Interact Journal Integrative Ideas for the Process-Oriented Psychotherapist

Categories Supervision Dialogs

On feeling afraid

I often feel afraid when I intervene in certain ways. However, if I don’t try out different interventions, I won’t learn what I’m supposed to be learning.

In session try following this credo: If you hear a train coming, get off the tracks. In other words, if you feel afraid, then there is danger; so protect yourself. Your internal alarm system does not differentiate between internal or external jeopardy. When there is danger, it goes into alert mode and signals, “Red light! Change activities!” by pumping fear-producing (fight or flight) biochemicals into your bloodstream. Over time, should you mostly not pay attention, your automatic system, in order to insist you protect yourself, has to up the ante, either by starting earlier or by increasing the amount of fear.

The defense system will have its way. Luckily the more you trust and heed your inner warning system, the more it will trust you. As the intuitive, watchguard part of yourself discovers that you respect it enough to pay attention and respond to the danger signals it sends, it can relax somewhat and send you danger signals in a more timely and less hysterical manner. If your subconscious watchguard knows that when you receive its “Fright!!” message, you will, in fact, stop, evaluate and protect yourself, then it will not be so necessary for you to be so scared or anxious beforehand.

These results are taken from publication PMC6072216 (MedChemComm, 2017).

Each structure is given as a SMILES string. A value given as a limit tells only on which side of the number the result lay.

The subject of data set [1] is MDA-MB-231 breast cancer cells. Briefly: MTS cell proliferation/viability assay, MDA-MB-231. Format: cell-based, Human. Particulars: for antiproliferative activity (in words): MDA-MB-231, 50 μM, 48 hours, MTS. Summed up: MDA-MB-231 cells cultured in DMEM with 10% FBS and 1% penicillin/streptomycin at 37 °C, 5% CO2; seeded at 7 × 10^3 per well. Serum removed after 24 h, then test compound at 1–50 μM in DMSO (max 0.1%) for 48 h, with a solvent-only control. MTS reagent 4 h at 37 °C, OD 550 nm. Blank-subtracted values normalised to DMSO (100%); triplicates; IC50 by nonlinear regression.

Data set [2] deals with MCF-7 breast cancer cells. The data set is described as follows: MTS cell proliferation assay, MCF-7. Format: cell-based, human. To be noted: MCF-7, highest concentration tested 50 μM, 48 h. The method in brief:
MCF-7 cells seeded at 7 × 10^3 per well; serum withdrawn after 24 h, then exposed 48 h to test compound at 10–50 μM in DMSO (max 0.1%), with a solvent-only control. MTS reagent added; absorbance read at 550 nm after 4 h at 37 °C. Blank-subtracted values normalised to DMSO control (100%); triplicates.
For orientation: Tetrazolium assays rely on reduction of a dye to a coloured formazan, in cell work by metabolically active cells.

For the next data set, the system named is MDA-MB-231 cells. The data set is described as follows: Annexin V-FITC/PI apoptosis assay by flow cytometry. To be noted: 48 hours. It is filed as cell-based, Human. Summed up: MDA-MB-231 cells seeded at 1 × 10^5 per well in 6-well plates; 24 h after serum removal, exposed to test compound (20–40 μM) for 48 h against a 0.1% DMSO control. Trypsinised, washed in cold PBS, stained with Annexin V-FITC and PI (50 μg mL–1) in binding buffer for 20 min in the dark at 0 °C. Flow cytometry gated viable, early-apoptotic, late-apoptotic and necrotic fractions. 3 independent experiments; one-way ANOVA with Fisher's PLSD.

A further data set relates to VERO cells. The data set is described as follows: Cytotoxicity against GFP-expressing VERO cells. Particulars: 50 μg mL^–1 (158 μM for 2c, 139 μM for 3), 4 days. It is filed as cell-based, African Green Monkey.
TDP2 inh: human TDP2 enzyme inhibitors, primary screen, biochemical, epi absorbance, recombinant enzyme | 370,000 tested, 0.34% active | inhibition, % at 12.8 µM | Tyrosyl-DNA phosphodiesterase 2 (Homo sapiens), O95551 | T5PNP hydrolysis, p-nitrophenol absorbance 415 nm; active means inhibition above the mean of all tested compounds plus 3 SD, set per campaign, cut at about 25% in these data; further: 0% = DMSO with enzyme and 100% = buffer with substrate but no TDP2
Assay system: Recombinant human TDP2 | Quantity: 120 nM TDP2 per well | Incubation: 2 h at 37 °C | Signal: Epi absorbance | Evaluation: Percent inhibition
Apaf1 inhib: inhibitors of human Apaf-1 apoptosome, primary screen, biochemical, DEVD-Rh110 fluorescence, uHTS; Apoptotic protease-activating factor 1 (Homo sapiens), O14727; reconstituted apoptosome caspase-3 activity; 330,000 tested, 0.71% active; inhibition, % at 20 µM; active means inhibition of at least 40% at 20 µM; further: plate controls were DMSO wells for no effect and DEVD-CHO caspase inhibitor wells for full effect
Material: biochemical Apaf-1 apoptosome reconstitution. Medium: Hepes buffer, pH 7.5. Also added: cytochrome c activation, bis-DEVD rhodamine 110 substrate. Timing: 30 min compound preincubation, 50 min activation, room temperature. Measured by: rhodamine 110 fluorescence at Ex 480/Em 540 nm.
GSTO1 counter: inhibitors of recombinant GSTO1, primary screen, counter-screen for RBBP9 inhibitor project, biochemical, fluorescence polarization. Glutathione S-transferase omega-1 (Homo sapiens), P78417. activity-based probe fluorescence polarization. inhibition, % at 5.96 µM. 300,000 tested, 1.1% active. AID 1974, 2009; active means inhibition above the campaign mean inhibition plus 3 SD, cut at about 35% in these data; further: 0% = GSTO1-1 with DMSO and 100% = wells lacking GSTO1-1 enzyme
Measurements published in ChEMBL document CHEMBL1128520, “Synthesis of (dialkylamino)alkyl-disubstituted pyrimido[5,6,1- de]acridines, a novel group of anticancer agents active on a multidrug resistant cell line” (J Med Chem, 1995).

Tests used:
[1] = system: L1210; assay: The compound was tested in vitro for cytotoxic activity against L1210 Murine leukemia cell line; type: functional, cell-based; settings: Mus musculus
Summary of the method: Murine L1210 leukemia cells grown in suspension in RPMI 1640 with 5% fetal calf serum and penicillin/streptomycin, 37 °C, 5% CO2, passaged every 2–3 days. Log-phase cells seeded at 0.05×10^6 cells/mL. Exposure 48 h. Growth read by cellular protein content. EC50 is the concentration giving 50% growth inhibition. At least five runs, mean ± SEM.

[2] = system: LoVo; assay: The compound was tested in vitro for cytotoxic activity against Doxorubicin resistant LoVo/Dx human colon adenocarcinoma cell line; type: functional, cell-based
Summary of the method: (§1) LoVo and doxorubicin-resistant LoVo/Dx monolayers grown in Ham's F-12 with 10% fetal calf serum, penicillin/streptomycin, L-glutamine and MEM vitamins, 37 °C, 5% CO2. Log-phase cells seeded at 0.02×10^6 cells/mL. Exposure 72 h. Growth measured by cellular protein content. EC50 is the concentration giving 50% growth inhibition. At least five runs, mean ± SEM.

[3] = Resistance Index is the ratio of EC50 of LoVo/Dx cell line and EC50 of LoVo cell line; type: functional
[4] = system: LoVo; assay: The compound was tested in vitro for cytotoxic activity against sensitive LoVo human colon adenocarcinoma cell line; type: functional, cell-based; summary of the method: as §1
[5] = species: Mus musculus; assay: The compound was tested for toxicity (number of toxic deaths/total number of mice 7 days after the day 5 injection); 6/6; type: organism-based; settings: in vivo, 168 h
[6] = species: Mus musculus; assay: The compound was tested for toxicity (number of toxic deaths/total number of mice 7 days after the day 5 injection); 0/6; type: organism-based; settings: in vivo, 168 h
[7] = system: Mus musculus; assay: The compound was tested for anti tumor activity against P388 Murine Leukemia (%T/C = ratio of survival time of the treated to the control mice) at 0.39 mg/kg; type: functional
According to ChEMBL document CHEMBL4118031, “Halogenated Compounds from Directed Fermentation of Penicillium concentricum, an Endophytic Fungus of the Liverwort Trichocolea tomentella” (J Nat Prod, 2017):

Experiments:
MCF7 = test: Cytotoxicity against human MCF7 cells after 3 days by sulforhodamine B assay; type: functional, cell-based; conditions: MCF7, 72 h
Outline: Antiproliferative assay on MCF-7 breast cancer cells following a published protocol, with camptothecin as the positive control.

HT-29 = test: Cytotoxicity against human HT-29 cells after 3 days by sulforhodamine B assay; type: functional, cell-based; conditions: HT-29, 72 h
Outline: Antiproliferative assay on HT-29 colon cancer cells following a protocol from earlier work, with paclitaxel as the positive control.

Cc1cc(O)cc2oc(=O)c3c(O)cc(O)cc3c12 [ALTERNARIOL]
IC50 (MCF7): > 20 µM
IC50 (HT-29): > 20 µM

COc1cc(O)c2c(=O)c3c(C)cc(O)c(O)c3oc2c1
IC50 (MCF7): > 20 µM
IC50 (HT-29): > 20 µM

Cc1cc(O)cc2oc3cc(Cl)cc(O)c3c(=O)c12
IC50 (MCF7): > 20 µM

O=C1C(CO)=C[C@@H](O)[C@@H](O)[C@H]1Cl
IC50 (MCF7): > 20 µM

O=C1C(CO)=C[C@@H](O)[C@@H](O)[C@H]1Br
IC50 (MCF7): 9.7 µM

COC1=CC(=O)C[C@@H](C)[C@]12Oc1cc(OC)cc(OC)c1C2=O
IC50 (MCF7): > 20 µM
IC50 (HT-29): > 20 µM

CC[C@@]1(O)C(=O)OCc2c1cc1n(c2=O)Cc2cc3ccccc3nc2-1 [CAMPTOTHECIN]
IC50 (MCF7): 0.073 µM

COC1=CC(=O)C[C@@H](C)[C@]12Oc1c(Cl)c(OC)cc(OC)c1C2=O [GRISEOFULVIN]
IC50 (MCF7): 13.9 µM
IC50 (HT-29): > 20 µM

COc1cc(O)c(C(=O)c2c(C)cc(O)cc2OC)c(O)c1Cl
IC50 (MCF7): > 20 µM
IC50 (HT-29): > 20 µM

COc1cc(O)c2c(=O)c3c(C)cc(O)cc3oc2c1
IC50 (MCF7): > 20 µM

But if I don’t force myself to do certain things, I’ll never do them.

Forcing yourself to do something you do not want to do reinforces the competitive block between intellect and subconscious. Forcing yourself reinforces the defense mechanism of self-abandonment. Your psyche is your friend, not a bottomless pit of nevers and alwayses. With the cooperation of the whole organism, the human being is capable of many wondrous things, including masterful psychotherapy. Behavior that lessens cooperation, lessens the fulfillment of the whole organism’s potential. In session, rather than force yourself to do what part of you clearly doesn’t want to, I suggest you wait until you get so disgusted with yourself for not trying out those certain interventions, that you want to do them. You may still be somewhat antsy, but want-to rather than not-want-to will be your primary experience and your perception of the adrenaline in your system will be excitement rather than fear.

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